It’s been hailed “the Wagyu of the sea” and a fish that will revolutionise the world of fine dining. With award winning M Threadneedle Street and M Victoria Street among the first restaurants in the UK to feature cobia on the menu, their executive chef Michael Reid has joined forces with Open Blue, the world’s largest open-ocean fish farm, to demonstrate the versatility of this incredible fish at next week’s Taste of London in Regent’s Park.
Prior to the festival opening, and setting an industry first, Open Blue has teamed up with the two M venues, allowing diners to view through 3D Google glasses a five minute film that offers an immersive 360 degree virtual reality tour of its groundbreaking project off the coast of Panama. This enthralling visual journey sees cobia fly high in the air and venture deep into clear blue waters to swim with 30,000 of its fellow species.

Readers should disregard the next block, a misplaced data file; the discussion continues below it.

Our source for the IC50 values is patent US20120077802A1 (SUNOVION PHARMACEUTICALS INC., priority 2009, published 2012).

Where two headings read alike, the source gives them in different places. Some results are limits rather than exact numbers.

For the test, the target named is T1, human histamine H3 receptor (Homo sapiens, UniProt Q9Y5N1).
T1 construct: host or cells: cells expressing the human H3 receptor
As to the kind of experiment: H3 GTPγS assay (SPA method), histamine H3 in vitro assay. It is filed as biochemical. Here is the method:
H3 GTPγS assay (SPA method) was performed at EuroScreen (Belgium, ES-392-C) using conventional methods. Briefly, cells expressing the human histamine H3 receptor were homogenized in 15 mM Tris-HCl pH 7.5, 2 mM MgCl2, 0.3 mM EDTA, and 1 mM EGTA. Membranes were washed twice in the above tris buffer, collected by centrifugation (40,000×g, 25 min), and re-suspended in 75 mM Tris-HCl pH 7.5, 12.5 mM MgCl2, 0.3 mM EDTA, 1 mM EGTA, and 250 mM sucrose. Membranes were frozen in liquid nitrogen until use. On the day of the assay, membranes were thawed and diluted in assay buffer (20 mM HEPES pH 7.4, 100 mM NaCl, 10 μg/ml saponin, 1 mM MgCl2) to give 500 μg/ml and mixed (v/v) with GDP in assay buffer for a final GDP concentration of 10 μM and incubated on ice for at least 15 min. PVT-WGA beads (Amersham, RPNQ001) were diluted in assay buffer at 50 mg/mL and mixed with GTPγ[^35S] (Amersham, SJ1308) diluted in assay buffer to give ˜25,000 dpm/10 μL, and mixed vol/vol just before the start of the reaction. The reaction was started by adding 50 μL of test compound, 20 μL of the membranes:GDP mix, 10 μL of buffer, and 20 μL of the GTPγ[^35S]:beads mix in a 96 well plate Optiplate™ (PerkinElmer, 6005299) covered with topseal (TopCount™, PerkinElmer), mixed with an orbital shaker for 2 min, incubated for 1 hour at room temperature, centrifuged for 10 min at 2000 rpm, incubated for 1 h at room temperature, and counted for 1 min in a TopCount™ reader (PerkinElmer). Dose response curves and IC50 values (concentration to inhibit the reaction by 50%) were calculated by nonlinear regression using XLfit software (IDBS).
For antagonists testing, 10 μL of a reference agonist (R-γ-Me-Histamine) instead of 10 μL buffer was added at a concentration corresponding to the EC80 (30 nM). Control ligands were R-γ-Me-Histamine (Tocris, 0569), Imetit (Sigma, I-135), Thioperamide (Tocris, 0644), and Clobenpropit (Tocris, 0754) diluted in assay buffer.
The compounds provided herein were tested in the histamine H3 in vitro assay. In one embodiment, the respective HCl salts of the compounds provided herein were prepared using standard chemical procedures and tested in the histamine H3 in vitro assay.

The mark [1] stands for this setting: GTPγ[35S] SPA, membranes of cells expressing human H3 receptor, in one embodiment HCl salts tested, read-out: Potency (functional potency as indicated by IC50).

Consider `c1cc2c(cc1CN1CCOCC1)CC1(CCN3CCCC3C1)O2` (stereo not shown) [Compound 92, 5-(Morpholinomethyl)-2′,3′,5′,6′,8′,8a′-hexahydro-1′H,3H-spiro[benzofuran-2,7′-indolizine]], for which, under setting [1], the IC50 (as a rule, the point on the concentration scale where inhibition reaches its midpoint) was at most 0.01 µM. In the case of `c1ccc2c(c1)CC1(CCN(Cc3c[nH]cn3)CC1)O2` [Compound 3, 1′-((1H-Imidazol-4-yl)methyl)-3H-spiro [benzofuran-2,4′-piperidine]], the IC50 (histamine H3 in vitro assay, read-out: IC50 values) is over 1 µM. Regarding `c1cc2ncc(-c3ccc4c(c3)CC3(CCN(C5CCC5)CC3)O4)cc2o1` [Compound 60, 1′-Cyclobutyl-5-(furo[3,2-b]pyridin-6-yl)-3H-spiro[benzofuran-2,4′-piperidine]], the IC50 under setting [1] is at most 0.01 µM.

Similar in appearance and taste to albacore tuna, but with a slightly firmer texture, this nutritious sashimi grade fish is a staple on the RAW menus at M.
From the outset M has made waves with its desire to bring sustainable fish to London. Also this month, through a collaboration with Australian based ethical seafood pioneer Mark W Eather, M became the only restaurants in London to offer sashimi from king fish caught with the Ike Jime fishing method which is acknowledged as by far the most ethical and sustainable way to fish.
Explains Michael Reid, “The Ike Jime method is considered to be the fastest and most humane method of killing fish and also results in the ultimate quality and flavour. London restaurants need to take a good look at what they are offering diners. If it is cheap fish, it is very likely to be trawler, dredged or line caught fish. Those methods are now shameful and outdated. I am delighted that M now offers both the worlds’ best fish and steaks!”
Source: Hospitality and Catering News